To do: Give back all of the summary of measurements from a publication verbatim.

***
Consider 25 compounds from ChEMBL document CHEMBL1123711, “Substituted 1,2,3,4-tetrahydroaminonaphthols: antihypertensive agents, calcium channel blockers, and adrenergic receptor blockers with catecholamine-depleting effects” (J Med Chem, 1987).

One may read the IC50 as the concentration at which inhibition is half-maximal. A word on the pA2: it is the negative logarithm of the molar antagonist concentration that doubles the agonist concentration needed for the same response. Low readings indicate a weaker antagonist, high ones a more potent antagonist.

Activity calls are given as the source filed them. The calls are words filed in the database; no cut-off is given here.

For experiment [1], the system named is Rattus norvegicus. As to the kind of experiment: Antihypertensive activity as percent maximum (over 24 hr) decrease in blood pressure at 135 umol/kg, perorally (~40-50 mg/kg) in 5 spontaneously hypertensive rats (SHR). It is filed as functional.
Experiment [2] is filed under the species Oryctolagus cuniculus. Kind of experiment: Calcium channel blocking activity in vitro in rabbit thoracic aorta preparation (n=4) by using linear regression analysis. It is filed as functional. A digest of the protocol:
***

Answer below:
Consider 25 compounds from ChEMBL document CHEMBL1123711, “Substituted 1,2,3,4-tetrahydroaminonaphthols: antihypertensive agents, calcium channel blockers, and adrenergic receptor blockers with catecholamine-depleting effects” (J Med Chem, 1987).

One may read the IC50 as the concentration at which inhibition is half-maximal. A word on the pA2: it is the negative logarithm of the molar antagonist concentration that doubles the agonist concentration needed for the same response. Low readings indicate a weaker antagonist, high ones a more potent antagonist.

Activity calls are given as the source filed them. The calls are words filed in the database; no cut-off is given here.

For experiment [1], the system named is Rattus norvegicus. As to the kind of experiment: Antihypertensive activity as percent maximum (over 24 hr) decrease in blood pressure at 135 umol/kg, perorally (~40-50 mg/kg) in 5 spontaneously hypertensive rats (SHR). It is filed as functional.
Experiment [2] is filed under the species Oryctolagus cuniculus. Kind of experiment: Calcium channel blocking activity in vitro in rabbit thoracic aorta preparation (n=4) by using linear regression analysis. It is filed as functional. A digest of the protocol: